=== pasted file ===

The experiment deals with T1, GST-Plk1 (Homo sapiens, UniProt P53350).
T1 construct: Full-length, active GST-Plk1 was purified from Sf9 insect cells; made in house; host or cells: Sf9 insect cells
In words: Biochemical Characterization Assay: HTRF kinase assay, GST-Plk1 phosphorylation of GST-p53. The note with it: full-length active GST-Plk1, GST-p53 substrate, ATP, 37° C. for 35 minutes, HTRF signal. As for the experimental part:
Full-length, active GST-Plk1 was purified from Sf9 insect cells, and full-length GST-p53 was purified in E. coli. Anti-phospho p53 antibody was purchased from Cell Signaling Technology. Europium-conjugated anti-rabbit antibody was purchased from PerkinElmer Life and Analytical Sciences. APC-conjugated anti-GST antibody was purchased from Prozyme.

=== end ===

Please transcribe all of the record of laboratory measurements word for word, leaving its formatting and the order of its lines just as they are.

The experiment deals with T1, GST-Plk1 (Homo sapiens, UniProt P53350).
T1 construct: Full-length, active GST-Plk1 was purified from Sf9 insect cells; made in house; host or cells: Sf9 insect cells
In words: Biochemical Characterization Assay: HTRF kinase assay, GST-Plk1 phosphorylation of GST-p53. The note with it: full-length active GST-Plk1, GST-p53 substrate, ATP, 37° C. for 35 minutes, HTRF signal. As for the experimental part:
Full-length, active GST-Plk1 was purified from Sf9 insect cells, and full-length GST-p53 was purified in E. coli. Anti-phospho p53 antibody was purchased from Cell Signaling Technology. Europium-conjugated anti-rabbit antibody was purchased from PerkinElmer Life and Analytical Sciences. APC-conjugated anti-GST antibody was purchased from Prozyme.